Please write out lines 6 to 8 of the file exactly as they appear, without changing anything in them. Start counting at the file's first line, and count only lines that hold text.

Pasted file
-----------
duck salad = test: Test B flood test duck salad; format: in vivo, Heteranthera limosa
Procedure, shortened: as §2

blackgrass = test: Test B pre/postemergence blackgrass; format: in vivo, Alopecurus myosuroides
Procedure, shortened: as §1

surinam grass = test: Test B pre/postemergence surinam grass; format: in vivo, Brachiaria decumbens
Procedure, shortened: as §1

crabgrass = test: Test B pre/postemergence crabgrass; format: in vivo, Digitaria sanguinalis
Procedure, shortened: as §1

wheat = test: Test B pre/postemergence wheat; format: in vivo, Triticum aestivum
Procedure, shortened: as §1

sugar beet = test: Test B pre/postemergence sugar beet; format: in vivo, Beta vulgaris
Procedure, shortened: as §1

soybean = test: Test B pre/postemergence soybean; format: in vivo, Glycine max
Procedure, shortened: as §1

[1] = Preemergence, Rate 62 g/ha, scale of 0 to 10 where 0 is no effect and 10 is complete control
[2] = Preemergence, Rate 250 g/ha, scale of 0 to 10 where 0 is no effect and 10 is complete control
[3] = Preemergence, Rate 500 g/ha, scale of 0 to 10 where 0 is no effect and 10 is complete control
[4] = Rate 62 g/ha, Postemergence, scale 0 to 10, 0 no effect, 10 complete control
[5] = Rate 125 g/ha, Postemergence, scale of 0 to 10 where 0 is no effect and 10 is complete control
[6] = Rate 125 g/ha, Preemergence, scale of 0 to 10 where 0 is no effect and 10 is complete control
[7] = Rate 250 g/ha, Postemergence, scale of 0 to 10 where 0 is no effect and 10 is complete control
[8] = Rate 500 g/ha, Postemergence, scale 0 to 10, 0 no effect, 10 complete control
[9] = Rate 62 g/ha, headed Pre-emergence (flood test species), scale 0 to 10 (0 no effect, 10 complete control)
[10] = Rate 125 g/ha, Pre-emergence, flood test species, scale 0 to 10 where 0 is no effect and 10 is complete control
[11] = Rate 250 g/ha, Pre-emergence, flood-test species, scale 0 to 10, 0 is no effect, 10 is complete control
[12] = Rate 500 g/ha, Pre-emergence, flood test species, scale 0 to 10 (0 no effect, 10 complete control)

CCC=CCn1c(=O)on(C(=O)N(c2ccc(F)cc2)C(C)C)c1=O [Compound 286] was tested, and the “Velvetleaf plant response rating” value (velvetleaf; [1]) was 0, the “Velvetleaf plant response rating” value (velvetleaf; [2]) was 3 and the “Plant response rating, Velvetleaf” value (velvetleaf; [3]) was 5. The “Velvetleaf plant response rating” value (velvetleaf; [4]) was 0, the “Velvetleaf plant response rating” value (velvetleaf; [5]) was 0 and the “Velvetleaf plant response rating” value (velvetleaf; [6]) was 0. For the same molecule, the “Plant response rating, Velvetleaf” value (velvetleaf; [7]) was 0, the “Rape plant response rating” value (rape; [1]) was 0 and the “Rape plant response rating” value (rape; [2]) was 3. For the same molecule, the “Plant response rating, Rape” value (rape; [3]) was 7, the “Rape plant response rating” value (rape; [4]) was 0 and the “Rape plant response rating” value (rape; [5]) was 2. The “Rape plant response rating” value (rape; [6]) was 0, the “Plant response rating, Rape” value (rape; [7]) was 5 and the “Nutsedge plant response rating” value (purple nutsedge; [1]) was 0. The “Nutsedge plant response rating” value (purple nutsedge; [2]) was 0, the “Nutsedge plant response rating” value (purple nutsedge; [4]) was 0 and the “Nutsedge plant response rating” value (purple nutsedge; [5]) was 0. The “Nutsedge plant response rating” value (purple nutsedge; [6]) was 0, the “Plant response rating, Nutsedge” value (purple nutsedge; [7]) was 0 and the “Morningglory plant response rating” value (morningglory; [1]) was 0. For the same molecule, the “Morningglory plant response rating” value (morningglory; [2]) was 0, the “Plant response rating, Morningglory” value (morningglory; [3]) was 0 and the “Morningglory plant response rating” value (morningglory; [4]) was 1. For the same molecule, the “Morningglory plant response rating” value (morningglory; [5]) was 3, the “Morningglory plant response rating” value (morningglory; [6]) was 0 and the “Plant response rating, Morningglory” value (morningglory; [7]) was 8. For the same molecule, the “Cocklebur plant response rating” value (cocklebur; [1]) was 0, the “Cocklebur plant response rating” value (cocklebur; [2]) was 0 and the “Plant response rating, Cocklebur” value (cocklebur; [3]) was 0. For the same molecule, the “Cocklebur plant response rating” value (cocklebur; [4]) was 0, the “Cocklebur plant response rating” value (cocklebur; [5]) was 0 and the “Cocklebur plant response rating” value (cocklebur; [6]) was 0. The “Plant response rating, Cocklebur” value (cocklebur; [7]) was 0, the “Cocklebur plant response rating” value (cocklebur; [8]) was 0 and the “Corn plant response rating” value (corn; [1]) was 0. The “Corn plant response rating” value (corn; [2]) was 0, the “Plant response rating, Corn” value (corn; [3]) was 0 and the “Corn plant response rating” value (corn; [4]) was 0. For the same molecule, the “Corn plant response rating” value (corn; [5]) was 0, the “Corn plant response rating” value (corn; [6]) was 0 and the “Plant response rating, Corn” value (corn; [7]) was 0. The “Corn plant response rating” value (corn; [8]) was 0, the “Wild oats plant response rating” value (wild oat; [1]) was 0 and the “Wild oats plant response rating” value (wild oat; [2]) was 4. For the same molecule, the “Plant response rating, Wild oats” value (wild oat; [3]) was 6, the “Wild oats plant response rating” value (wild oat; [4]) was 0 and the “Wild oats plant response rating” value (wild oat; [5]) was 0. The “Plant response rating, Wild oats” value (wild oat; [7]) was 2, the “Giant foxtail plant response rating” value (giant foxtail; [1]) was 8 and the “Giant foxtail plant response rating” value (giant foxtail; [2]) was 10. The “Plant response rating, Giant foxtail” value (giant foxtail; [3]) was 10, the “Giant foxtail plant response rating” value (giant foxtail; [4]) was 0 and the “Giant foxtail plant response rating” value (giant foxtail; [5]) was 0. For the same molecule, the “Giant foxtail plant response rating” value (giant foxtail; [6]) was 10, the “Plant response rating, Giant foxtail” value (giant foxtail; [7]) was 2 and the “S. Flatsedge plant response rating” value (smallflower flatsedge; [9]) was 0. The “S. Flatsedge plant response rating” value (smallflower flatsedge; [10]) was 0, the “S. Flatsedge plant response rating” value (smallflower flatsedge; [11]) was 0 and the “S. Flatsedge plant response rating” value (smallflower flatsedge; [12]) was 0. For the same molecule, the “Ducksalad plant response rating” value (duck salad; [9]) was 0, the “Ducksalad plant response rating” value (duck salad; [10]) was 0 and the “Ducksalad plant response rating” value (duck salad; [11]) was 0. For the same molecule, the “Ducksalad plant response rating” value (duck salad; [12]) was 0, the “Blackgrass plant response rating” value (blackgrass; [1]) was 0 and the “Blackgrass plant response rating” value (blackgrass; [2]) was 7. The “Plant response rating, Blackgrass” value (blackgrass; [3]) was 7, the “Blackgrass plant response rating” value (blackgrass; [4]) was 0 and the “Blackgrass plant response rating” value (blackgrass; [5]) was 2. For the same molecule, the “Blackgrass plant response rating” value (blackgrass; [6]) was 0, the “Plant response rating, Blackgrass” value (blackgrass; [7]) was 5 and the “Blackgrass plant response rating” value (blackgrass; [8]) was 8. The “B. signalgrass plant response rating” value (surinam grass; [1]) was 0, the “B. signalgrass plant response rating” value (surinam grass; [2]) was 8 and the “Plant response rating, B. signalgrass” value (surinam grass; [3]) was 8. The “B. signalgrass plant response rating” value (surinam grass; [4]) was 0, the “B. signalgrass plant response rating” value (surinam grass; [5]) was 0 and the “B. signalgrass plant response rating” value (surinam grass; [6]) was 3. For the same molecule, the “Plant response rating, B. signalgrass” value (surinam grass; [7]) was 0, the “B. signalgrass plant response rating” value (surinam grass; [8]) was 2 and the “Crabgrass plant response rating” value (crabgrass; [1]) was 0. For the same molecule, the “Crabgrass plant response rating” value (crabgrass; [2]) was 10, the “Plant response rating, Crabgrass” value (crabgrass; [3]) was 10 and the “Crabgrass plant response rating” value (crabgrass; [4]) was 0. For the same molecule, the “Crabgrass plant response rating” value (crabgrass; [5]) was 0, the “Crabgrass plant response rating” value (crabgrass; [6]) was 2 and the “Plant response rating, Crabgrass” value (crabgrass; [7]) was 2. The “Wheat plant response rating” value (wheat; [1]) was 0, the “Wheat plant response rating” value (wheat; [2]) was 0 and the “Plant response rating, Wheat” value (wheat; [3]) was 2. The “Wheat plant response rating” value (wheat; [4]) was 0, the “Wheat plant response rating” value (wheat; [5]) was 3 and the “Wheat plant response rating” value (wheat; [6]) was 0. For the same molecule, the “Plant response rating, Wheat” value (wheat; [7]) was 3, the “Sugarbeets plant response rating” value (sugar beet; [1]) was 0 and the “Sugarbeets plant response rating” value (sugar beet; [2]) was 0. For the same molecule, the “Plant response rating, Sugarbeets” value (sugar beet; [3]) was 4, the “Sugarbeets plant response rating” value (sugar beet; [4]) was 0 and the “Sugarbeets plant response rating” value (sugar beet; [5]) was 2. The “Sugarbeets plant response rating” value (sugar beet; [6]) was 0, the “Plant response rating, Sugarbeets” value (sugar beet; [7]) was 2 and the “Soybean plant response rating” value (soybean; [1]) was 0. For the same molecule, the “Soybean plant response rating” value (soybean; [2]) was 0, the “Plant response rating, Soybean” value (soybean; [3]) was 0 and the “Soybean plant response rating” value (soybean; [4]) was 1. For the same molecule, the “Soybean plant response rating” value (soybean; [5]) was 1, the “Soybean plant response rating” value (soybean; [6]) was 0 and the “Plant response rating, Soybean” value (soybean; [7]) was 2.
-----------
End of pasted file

Procedure, shortened: as §1

crabgrass = test: Test B pre/postemergence crabgrass; format: in vivo, Digitaria sanguinalis
Procedure, shortened: as §1